Winter 2023 - Phoenix/Talent, from tragedy to revival

Monday, April 3, 2017

Creature of Habit - Artist Spotlight

Creature of Habitat

Story by Michael Kew

Photography provided by Spencer Reynolds


In the 1980s, Spencer Reynolds loved surf media—the vogue outerworld. Oregon was innerworld. He was a boy in Brookings, a wet coastal bump six miles from California. This was no surfer’s Eden. Being cold and stormy, full of bad waves, huge swells, rocks and closeouts it offers a host of challenges. Instead, it’s an angler’s Eden. But Reynolds, now 43, doesn’t fish. He paints in his sylvan hillside studio on the Chetco River, in Semi Aquatic, his clean midtown gallery, and atop a scenic glen amid spruce and spindrift. 

I can breathe now. City life choked me, but it took 20 years to reach this mindset. I wanted to be everywhere else. 

Brookings was a remote, blue-collar town built for logging, now it’s mostly for retirees and tourists. Making art for money here is an odd concept, but outposts need culture. I’m not spearheading anything—I just want to contribute, despite my insecurities. I wasn’t raised with the idea of art being a way to survive.

I constantly question my abilities––whether they’re real or just a result of my overactive imagination. I have a lot of doubt I can pull off making a living from this.

My art needs to improve. Always.

Tranquil scenes are boring. I’m a product of this area. Like the Pacific Northwest coast, my art is raw. I’m also compelled to do my art here because I care about culture in small communities. People in the city can disregard art so easily because there’s so much of it there. In tiny Brookings, art affects them.

It’s not a new concept. Yin and yang, order and disorder, Apollonian and Dionysian. My art balances opposites. I tap into something bigger than me, balancing raw and refined brushwork. I like a structural element, balanced with a free flow. My brain is stretched in different directions and my goal is to find balance.

“Surf artist” is limiting. I am not a surf artist. I do many things. I experiment. I play with paint and try whatever comes to mind. I feel like a jazz musician improvising, seeing what comes out.

The purpose of art is multifaceted. My role in it may be to uplift peoples’ spirit a bit, but there’s also darkness in my art. My art is a fight for free spirit. Ultra-liberal, ultra-conservative, ultra-religious—these things possess a desire to control your life. We need to fight them, and that’s what I’ve been trying to put forth with my work.

Molds and stereotypes bore me. The name of my store, Semi Aquatic, says a lot about me. It’s clunky but passionate, expressing my deep love for water.

Some artists think you can’t capture a moment if you’re painting from a photograph. I don’t entirely agree with that, but I understand there are color dynamics happening in person that can’t and don’t seem to translate into a photo. If I’m painting from a photo, my mind goes outside the parameters of the photo, and eventually I’m not using the photo at all. We are so used to photos the painting becomes about creating purposely, to emulate qualities of a photo. It’s maybe not as pure as capturing the moment straight from life, but it still feels authentic to me in reflecting how layered and complex our lives are.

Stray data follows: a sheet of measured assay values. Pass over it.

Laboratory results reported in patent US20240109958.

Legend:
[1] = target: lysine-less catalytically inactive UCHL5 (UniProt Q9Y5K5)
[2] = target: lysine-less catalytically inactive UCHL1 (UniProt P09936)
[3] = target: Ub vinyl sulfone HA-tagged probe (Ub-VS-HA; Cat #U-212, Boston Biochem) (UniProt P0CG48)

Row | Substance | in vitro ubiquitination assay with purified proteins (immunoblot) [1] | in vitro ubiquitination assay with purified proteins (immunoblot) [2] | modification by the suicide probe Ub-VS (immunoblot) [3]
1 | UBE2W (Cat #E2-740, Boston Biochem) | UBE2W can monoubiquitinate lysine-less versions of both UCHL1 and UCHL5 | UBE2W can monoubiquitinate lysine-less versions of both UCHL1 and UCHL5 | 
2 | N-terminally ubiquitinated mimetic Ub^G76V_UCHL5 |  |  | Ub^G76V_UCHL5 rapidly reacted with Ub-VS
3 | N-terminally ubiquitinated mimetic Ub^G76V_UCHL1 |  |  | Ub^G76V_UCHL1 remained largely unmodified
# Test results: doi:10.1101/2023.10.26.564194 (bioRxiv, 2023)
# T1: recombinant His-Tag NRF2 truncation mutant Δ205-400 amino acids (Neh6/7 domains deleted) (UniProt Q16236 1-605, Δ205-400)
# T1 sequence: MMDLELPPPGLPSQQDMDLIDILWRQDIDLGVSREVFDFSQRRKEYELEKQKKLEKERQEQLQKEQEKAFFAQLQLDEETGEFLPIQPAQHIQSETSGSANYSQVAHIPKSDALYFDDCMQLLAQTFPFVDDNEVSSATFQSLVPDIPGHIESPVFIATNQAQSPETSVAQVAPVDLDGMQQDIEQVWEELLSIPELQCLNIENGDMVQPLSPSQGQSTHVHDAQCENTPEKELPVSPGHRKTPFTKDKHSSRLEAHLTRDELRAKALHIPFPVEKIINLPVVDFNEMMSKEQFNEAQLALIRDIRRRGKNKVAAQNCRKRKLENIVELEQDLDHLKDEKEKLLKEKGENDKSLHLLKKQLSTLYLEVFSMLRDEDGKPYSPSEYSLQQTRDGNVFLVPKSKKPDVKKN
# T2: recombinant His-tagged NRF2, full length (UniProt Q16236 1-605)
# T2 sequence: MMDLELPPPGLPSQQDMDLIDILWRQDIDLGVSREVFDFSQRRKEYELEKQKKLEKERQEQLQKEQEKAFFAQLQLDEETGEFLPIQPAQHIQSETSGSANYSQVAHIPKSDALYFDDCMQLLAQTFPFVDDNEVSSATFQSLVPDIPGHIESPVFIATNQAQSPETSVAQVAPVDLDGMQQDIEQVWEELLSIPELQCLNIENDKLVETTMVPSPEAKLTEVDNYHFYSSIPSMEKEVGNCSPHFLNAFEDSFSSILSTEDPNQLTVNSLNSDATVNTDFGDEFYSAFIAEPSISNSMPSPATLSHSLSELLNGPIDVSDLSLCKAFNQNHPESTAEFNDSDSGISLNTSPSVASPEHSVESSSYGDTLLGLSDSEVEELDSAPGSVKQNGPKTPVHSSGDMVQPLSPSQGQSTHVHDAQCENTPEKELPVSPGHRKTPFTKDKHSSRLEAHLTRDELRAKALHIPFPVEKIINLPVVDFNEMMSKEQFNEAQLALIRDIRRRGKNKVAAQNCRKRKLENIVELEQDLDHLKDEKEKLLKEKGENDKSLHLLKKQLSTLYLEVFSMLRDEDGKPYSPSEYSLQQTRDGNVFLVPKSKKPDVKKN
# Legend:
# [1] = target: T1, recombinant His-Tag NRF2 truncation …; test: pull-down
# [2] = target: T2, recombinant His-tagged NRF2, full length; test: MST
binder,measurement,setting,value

When an artist makes bold statements about this being the right way and that being the wrong way, I like to break such “rules.”

It’s important to know what really happens in artists’ heads rather than the image of perfection and the confidence most of us want to project onto the world.

Surfing has a similar dynamic to what I experience in art. I started surfing because it was fun; after a while, it became my identity. People judge you based on your artistic output, and all I want to do is tap into that original stoke, regardless of whether or not that’s the hip way of making art.

Art is how I explore life. It’s the only way I can make something authentic someone will connect with. It’s a paradox—sometimes people want me to continue making the same sort of image that possessed that original source of passion, but I can’t continue to make the same image and remain passionate, so something gets lost along the way. In the end, I press forward regardless of all these things; because it’s my life's passion. Insecurities can push you forward, but when are they detrimental? 

Art is the elegant middle finger toward life and death.

Talent isn’t always the biggest factor in making an artist successful. Sometimes this frustrates me, which implies I think I’m a good artist, but there are times I think I’m a talentless person. What is talent? Self-delusion?

Vulnerability and transparency are ways I’ve chosen to create empathy with my audience. This makes me uncomfortable. I have to let out the energy I get from attention in physical ways, like soaking in the cold Pacific.

I’m obsessed with lines. What does this mean? I rely on an answer inside of me. I guess I believe in something bigger and multi-dimensional, like a god or a force I rejoin after death. What does my obsession mean? It’s not about what you turn out; It’s about continuing the journey. The byproduct of that perseverance is nice art 

I’ve never really fit in with any group. I’m not cool enough for hipsters; I wasn’t nerdy enough for my art school friends; I’m not core enough for a lot of surfers (I was a body boarder for many years). I’m not even a “gnarly Oregon local.” I’ve been surfing this area longer than most surfers here.

Art needs to refresh you.

Spencer Reynolds

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